3. In the subject line of your email, type "December 2018 127 Day."
  4. In the body of the email, please include the copyright symbol, your name, the title of the photograph, location, camera and film types, and your website address (or other link to your work). In that order. Please follow this example (you don't have to use initials if you prefer to be known by your full name!):
©J. M. Golding, Autumn unfurled, northern California, USA, Yashica 44A, Portra 160NC, http://www.jmgolding.com
 
All types of 127 film format are welcome, whether the film began its existence as 127, or you used 35 mm film in a 127 camera, or you respooled 46mm film, or you cut down 120 film to 127 size ... or maybe you have a technique that I don't know about yet - if so, please tell me so I can share it with others who love this format (with full credit to you, of course - or perhaps you'd like to write a short article for 127 Film Photography about it!). Photos made on 127 film in a different size camera are welcome too.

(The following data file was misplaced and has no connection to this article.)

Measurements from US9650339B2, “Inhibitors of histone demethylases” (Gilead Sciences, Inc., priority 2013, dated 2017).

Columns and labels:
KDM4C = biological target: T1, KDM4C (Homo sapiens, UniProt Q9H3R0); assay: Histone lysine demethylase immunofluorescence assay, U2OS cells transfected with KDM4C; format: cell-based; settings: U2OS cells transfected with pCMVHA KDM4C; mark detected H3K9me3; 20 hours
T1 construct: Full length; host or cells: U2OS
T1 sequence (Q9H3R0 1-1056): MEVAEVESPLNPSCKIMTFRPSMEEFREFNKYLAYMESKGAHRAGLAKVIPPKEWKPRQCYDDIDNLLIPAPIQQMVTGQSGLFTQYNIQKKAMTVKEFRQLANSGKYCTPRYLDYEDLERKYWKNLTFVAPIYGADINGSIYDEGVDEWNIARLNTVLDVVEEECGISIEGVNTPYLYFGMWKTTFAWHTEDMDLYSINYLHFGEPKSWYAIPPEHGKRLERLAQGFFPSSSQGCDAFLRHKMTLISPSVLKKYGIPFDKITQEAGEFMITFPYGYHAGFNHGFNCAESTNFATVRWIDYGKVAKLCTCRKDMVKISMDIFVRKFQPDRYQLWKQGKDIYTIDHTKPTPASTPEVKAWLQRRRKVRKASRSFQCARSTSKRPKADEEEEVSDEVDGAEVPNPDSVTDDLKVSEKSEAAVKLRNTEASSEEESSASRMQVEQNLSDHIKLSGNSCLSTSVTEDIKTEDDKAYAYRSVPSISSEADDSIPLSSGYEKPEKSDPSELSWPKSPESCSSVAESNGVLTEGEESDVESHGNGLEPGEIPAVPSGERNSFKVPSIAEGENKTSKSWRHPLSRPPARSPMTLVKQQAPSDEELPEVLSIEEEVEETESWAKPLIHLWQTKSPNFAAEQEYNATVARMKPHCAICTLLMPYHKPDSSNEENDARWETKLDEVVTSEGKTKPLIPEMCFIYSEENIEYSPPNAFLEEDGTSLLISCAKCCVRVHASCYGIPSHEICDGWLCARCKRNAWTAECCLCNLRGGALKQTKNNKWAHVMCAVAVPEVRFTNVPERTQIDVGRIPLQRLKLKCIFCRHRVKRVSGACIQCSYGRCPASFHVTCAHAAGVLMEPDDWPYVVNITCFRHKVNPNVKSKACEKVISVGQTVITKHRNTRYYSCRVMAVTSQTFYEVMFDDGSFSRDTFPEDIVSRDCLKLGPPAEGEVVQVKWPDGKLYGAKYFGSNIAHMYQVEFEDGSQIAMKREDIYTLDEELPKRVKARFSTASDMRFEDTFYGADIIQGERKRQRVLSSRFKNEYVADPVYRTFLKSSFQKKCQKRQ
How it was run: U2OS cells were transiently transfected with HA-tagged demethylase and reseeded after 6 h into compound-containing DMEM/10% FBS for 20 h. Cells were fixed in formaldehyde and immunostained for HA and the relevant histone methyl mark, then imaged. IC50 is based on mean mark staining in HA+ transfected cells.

127 Film Photography will publish all photos received (as long as they are in 127 format and do not contain images of nudity, violence, or exploitation).

I look forward to seeing your 127 Day photos!

Saturday, November 17, 2018

Wednesday, November 7, 2018

One month till 127 Day!

December 127 Day is only a month away! It takes place on Friday, December 7.

127 Film Photography will feature 127-format photographs made on December 7, 2018, in a special exhibition. You're invited to participate!

No fees, no competition, just a friendly virtual community joining together to make 127-format photos on  December 7, 2018.

To show your work,
  1. Take 127-format photographs on December 7, 2018.
  2. Send one of your 127-format photographs from December 7 to 127 Film Photography. Please email one jpg file, 500 pixels wide, to 127filmformat ~at~ gmail.com, by January 7, 2019. (Hopefully a month will be enough time for everyone to get their film developed and scanned).
  3. In the subject line of your email, type "December 2018 127 Day."
  4. In the body of the email, please include the copyright symbol, your name, the title of the photograph, location, camera and film types, and your website address (or other link to your work). In that order. Please follow this example (you don't have to use initials if you prefer to be known by your full name!):

    ©J. M. Golding, untitled, northern California, USA, Yashica 44LM, HP5+, http://www.jmgolding.com